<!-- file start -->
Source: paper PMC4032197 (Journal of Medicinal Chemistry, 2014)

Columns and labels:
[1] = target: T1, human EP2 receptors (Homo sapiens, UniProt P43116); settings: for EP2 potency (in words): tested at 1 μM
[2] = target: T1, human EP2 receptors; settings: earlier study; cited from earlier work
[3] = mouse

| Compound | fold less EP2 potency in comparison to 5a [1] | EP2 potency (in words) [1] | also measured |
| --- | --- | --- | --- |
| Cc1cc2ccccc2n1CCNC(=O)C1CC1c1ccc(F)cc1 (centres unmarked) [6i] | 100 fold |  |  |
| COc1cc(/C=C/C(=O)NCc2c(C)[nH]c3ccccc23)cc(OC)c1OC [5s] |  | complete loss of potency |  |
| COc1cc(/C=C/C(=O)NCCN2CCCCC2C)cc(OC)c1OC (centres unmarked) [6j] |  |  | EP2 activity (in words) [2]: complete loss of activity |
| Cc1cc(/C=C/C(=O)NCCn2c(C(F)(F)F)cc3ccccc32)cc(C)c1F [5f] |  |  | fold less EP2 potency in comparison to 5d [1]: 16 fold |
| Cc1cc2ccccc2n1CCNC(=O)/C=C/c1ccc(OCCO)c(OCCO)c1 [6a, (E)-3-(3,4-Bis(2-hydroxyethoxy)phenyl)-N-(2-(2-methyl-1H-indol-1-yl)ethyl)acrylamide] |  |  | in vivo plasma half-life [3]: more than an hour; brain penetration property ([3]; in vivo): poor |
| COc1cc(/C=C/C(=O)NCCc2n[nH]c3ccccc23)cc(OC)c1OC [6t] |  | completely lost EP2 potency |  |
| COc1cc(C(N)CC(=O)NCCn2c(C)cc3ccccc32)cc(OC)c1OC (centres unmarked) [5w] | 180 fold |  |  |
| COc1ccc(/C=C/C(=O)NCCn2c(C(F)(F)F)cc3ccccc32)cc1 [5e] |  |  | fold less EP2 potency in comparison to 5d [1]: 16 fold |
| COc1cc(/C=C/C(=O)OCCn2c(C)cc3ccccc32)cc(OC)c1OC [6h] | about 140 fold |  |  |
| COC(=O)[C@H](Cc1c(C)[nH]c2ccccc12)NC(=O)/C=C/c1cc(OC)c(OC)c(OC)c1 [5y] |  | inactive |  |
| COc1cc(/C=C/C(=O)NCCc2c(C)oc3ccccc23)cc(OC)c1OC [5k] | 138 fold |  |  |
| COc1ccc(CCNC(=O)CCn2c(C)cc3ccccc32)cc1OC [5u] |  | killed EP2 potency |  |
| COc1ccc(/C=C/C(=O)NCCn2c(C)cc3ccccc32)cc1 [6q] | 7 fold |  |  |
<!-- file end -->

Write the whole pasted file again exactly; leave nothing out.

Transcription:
Source: paper PMC4032197 (Journal of Medicinal Chemistry, 2014)

Columns and labels:
[1] = target: T1, human EP2 receptors (Homo sapiens, UniProt P43116); settings: for EP2 potency (in words): tested at 1 μM
[2] = target: T1, human EP2 receptors; settings: earlier study; cited from earlier work
[3] = mouse

| Compound | fold less EP2 potency in comparison to 5a [1] | EP2 potency (in words) [1] | also measured |
| --- | --- | --- | --- |
| Cc1cc2ccccc2n1CCNC(=O)C1CC1c1ccc(F)cc1 (centres unmarked) [6i] | 100 fold |  |  |
| COc1cc(/C=C/C(=O)NCc2c(C)[nH]c3ccccc23)cc(OC)c1OC [5s] |  | complete loss of potency |  |
| COc1cc(/C=C/C(=O)NCCN2CCCCC2C)cc(OC)c1OC (centres unmarked) [6j] |  |  | EP2 activity (in words) [2]: complete loss of activity |
| Cc1cc(/C=C/C(=O)NCCn2c(C(F)(F)F)cc3ccccc32)cc(C)c1F [5f] |  |  | fold less EP2 potency in comparison to 5d [1]: 16 fold |
| Cc1cc2ccccc2n1CCNC(=O)/C=C/c1ccc(OCCO)c(OCCO)c1 [6a, (E)-3-(3,4-Bis(2-hydroxyethoxy)phenyl)-N-(2-(2-methyl-1H-indol-1-yl)ethyl)acrylamide] |  |  | in vivo plasma half-life [3]: more than an hour; brain penetration property ([3]; in vivo): poor |
| COc1cc(/C=C/C(=O)NCCc2n[nH]c3ccccc23)cc(OC)c1OC [6t] |  | completely lost EP2 potency |  |
| COc1cc(C(N)CC(=O)NCCn2c(C)cc3ccccc32)cc(OC)c1OC (centres unmarked) [5w] | 180 fold |  |  |
| COc1ccc(/C=C/C(=O)NCCn2c(C(F)(F)F)cc3ccccc32)cc1 [5e] |  |  | fold less EP2 potency in comparison to 5d [1]: 16 fold |
| COc1cc(/C=C/C(=O)OCCn2c(C)cc3ccccc32)cc(OC)c1OC [6h] | about 140 fold |  |  |
| COC(=O)[C@H](Cc1c(C)[nH]c2ccccc12)NC(=O)/C=C/c1cc(OC)c(OC)c(OC)c1 [5y] |  | inactive |  |
| COc1cc(/C=C/C(=O)NCCc2c(C)oc3ccccc23)cc(OC)c1OC [5k] | 138 fold |  |  |
| COc1ccc(CCNC(=O)CCn2c(C)cc3ccccc32)cc1OC [5u] |  | killed EP2 potency |  |
| COc1ccc(/C=C/C(=O)NCCn2c(C)cc3ccccc32)cc1 [6q] | 7 fold |  |  |